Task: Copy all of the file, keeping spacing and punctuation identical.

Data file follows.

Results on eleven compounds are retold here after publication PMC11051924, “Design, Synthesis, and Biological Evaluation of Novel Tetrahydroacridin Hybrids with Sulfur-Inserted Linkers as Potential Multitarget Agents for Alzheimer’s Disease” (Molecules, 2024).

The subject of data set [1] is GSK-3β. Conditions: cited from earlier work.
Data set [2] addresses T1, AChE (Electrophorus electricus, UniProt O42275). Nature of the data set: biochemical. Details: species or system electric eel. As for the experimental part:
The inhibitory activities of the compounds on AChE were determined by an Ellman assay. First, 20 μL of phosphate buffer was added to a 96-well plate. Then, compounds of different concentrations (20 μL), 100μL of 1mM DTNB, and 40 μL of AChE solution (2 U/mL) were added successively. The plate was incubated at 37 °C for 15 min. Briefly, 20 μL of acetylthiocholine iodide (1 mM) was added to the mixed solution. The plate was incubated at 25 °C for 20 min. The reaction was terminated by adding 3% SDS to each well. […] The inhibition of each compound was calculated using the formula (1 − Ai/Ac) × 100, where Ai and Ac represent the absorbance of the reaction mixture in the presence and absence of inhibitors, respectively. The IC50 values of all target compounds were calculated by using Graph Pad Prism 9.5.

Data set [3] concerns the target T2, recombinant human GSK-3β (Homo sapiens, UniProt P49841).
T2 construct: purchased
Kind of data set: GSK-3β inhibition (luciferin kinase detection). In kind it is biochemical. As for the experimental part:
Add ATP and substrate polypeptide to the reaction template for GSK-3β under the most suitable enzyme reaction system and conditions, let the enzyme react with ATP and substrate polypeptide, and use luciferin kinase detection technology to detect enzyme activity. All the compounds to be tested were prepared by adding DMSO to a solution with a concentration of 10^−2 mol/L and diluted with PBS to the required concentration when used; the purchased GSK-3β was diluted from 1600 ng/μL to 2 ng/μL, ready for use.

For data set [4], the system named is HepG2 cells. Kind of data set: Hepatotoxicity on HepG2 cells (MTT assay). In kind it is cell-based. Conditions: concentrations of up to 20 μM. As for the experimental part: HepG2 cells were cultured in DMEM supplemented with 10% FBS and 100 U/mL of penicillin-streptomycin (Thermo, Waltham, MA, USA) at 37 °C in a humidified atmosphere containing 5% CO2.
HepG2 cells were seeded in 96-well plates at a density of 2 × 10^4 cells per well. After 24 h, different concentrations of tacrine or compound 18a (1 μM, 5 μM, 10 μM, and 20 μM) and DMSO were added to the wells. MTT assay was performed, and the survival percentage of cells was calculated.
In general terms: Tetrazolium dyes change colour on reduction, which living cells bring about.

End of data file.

Results on eleven compounds are retold here after publication PMC11051924, “Design, Synthesis, and Biological Evaluation of Novel Tetrahydroacridin Hybrids with Sulfur-Inserted Linkers as Potential Multitarget Agents for Alzheimer’s Disease” (Molecules, 2024).

The subject of data set [1] is GSK-3β. Conditions: cited from earlier work.
Data set [2] addresses T1, AChE (Electrophorus electricus, UniProt O42275). Nature of the data set: biochemical. Details: species or system electric eel. As for the experimental part:
The inhibitory activities of the compounds on AChE were determined by an Ellman assay. First, 20 μL of phosphate buffer was added to a 96-well plate. Then, compounds of different concentrations (20 μL), 100μL of 1mM DTNB, and 40 μL of AChE solution (2 U/mL) were added successively. The plate was incubated at 37 °C for 15 min. Briefly, 20 μL of acetylthiocholine iodide (1 mM) was added to the mixed solution. The plate was incubated at 25 °C for 20 min. The reaction was terminated by adding 3% SDS to each well. […] The inhibition of each compound was calculated using the formula (1 − Ai/Ac) × 100, where Ai and Ac represent the absorbance of the reaction mixture in the presence and absence of inhibitors, respectively. The IC50 values of all target compounds were calculated by using Graph Pad Prism 9.5.

Data set [3] concerns the target T2, recombinant human GSK-3β (Homo sapiens, UniProt P49841).
T2 construct: purchased
Kind of data set: GSK-3β inhibition (luciferin kinase detection). In kind it is biochemical. As for the experimental part:
Add ATP and substrate polypeptide to the reaction template for GSK-3β under the most suitable enzyme reaction system and conditions, let the enzyme react with ATP and substrate polypeptide, and use luciferin kinase detection technology to detect enzyme activity. All the compounds to be tested were prepared by adding DMSO to a solution with a concentration of 10^−2 mol/L and diluted with PBS to the required concentration when used; the purchased GSK-3β was diluted from 1600 ng/μL to 2 ng/μL, ready for use.

For data set [4], the system named is HepG2 cells. Kind of data set: Hepatotoxicity on HepG2 cells (MTT assay). In kind it is cell-based. Conditions: concentrations of up to 20 μM. As for the experimental part: HepG2 cells were cultured in DMEM supplemented with 10% FBS and 100 U/mL of penicillin-streptomycin (Thermo, Waltham, MA, USA) at 37 °C in a humidified atmosphere containing 5% CO2.
HepG2 cells were seeded in 96-well plates at a density of 2 × 10^4 cells per well. After 24 h, different concentrations of tacrine or compound 18a (1 μM, 5 μM, 10 μM, and 20 μM) and DMSO were added to the wells. MTT assay was performed, and the survival percentage of cells was calculated.
In general terms: Tetrazolium dyes change colour on reduction, which living cells bring about.